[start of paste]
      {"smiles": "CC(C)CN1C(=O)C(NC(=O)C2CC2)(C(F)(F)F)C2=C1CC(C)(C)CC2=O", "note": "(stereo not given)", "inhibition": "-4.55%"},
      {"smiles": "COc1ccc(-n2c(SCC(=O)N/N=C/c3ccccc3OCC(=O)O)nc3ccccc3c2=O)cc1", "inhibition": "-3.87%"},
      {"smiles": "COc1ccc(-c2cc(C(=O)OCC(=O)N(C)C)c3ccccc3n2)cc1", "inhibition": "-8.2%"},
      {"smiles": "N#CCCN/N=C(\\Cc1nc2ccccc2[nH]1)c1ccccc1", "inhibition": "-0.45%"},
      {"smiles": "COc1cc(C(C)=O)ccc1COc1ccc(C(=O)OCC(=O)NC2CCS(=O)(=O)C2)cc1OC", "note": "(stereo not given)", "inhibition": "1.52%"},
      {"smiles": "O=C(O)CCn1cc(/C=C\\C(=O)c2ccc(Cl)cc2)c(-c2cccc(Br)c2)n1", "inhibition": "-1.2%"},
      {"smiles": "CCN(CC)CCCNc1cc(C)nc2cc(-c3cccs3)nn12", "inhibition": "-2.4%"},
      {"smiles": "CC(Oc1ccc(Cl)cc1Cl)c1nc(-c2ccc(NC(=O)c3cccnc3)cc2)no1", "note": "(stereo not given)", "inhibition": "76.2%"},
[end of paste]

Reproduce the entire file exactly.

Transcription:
      {"smiles": "CC(C)CN1C(=O)C(NC(=O)C2CC2)(C(F)(F)F)C2=C1CC(C)(C)CC2=O", "note": "(stereo not given)", "inhibition": "-4.55%"},
      {"smiles": "COc1ccc(-n2c(SCC(=O)N/N=C/c3ccccc3OCC(=O)O)nc3ccccc3c2=O)cc1", "inhibition": "-3.87%"},
      {"smiles": "COc1ccc(-c2cc(C(=O)OCC(=O)N(C)C)c3ccccc3n2)cc1", "inhibition": "-8.2%"},
      {"smiles": "N#CCCN/N=C(\\Cc1nc2ccccc2[nH]1)c1ccccc1", "inhibition": "-0.45%"},
      {"smiles": "COc1cc(C(C)=O)ccc1COc1ccc(C(=O)OCC(=O)NC2CCS(=O)(=O)C2)cc1OC", "note": "(stereo not given)", "inhibition": "1.52%"},
      {"smiles": "O=C(O)CCn1cc(/C=C\\C(=O)c2ccc(Cl)cc2)c(-c2cccc(Br)c2)n1", "inhibition": "-1.2%"},
      {"smiles": "CCN(CC)CCCNc1cc(C)nc2cc(-c3cccs3)nn12", "inhibition": "-2.4%"},
      {"smiles": "CC(Oc1ccc(Cl)cc1Cl)c1nc(-c2ccc(NC(=O)c3cccnc3)cc2)no1", "note": "(stereo not given)", "inhibition": "76.2%"},